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Burning Man is Currently Infested With Biting, Stinky Desert Bugs

The plague of insects is really harshing the vibe

Burning Man 2013 CARGO CULT (Bexx Brown-Spinelli via Flickr)
smithsonian.com

People getting ready for this year's Burning Man festival got some bad news this week: the entire makeshift city is infested with nasty, biting bugs.

Regular attendees, known as "burners," are used to all sorts of crazy things happening at the annual rave festival/New Age enlightenment hub/Silicon Valley startup retreat. Extreme temperatures, high winds and sudden dust storms are common and expected out on the playa in Nevada’s Black Rock Desert. But the first wave of organizers and builders putting the together the bones of the temporary settlement got a nasty surprise this year: bugs that are swarming the tents, nestling under bras and goggles and more or less blanketing the entire site.

“What’s going on? We don’t know,” John Curley writes for Voices of Burning Man, the festival’s official blog. “We don’t know how the little critters survive in the heat and the sun. All we know is that if you pick up some wood, you’re likely to uncover hundreds or thousands of the things. ”

Not only are the pests everywhere, but they bite, too. Curley writes that several burners had to seek medical attention for the stinging welts left behind by the bug’s bites. Not even squishing them seems to bring much relief, as some commenters at SFist are reporting that the bugs release a terrible smell when killed.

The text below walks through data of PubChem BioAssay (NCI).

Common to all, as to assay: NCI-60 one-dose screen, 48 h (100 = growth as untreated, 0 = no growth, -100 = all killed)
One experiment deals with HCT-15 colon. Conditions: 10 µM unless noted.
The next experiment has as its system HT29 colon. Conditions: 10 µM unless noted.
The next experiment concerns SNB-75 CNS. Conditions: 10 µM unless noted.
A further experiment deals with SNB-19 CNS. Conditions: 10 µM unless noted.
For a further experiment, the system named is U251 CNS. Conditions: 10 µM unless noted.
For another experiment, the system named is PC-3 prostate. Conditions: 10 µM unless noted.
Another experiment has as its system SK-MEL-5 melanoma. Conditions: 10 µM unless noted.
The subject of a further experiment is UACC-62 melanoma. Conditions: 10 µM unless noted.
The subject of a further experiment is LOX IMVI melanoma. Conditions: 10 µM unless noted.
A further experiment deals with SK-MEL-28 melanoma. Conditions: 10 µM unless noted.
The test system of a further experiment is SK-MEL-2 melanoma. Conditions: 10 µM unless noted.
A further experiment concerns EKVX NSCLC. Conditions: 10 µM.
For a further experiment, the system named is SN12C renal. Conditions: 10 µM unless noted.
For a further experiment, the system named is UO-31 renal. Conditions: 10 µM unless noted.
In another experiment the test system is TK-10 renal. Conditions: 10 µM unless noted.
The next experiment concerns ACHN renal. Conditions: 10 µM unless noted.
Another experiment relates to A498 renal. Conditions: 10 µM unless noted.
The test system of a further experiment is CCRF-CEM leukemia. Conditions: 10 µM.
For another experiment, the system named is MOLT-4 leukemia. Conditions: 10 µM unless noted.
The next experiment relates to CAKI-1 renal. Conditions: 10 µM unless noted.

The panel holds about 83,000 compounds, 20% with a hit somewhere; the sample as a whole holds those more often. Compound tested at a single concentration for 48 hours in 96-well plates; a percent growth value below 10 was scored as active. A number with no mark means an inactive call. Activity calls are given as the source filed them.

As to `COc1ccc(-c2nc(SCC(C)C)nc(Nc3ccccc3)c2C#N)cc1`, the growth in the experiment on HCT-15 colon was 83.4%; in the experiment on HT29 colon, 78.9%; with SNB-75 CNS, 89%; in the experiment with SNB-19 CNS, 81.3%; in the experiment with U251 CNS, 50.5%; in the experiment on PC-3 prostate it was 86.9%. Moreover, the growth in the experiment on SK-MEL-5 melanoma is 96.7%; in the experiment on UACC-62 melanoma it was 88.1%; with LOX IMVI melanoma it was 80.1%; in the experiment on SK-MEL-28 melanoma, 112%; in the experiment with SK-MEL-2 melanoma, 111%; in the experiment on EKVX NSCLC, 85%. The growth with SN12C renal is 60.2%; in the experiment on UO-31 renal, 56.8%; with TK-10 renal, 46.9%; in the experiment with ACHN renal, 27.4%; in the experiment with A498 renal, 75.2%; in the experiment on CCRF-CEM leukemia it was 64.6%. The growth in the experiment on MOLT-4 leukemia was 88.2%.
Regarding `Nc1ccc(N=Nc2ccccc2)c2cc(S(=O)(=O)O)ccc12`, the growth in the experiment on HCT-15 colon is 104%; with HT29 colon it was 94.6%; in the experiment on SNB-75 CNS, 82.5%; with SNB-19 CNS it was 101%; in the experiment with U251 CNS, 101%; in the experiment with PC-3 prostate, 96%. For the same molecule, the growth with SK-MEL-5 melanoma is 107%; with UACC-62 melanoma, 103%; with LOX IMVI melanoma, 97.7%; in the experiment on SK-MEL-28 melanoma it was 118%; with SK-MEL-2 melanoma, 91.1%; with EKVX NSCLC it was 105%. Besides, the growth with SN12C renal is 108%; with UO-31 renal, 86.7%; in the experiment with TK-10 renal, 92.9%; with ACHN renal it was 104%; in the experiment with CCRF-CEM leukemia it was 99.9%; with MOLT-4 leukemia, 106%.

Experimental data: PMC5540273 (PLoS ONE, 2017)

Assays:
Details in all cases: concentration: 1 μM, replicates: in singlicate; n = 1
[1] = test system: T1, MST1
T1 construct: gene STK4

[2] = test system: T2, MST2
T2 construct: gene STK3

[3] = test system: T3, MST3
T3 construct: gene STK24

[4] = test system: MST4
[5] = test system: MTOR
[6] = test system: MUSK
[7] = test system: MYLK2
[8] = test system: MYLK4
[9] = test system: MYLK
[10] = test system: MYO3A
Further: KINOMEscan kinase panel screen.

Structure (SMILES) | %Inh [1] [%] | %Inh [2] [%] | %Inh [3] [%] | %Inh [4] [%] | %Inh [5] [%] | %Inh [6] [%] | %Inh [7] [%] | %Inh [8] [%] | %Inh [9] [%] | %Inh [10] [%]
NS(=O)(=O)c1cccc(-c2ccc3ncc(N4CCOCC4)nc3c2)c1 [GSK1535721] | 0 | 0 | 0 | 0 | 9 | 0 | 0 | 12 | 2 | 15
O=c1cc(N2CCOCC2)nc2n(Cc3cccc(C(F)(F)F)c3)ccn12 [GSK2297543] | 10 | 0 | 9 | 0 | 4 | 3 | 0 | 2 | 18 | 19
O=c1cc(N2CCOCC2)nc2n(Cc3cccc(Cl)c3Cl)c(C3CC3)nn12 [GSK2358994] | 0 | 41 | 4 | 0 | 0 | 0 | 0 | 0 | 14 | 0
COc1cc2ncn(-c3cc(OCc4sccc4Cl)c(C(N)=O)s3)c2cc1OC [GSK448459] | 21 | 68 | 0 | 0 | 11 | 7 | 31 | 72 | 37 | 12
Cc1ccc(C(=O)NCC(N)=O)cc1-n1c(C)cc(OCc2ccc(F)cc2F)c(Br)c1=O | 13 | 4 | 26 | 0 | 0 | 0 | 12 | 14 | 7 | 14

At the moment, burners are waiting to see whether the heat will kill the bugs without needing to resort to bug bombs to fight the pestilence. The unwelcome guests may be several different species of stink bugs native to the desert, Annalee Newitz writes for Gizmodo. One of the species, the Nysius seed bug, are common in the Sonoran Desert and like to poke their probosci into people’s pores in order to get at the water in their bodies, leaving behind painful welts.

The infestation is bewildering to regular Burning Man attendees because the bugs have never been seen at the site in the 25 years the festival has taken place on the Black Rock playa. Although Curley reports that the two leading theories are that larvae were accidentally tracked in by a burner or that heavy spring rains woke the seed bugs from hibernation out of season, it’s possible that the pesky insects are roving through the area looking for food.

“Desert species are prone to boom/bust cycles,” entomologist Alex Wild tells Newitz. “[They] may just be passing through.”

Hopefully for the burners, the bug bust will happen before the city’s gates officially open at the end of August.

About Danny Lewis

Danny Lewis is a multimedia journalist working in print, radio, and illustration. He focuses on stories with a health/science bent and has reported some of his favorite pieces from the prow of a canoe. Danny is based in Brooklyn, NY.

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